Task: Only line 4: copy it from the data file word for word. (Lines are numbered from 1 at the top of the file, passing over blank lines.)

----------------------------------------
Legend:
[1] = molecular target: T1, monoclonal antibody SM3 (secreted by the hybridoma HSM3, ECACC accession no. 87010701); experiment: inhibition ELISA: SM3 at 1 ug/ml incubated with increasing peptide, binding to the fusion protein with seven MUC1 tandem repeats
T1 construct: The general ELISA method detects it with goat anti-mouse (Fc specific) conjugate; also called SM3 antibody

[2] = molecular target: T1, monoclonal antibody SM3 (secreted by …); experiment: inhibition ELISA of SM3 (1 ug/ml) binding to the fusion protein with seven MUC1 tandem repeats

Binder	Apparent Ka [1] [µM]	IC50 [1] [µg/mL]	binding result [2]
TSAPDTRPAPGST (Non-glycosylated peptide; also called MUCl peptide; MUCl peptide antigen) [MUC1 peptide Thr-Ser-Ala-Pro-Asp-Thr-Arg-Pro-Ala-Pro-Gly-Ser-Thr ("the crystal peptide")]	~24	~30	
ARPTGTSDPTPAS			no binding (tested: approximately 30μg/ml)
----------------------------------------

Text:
[2] = molecular target: T1, monoclonal antibody SM3 (secreted by …); experiment: inhibition ELISA of SM3 (1 ug/ml) binding to the fusion protein with seven MUC1 tandem repeats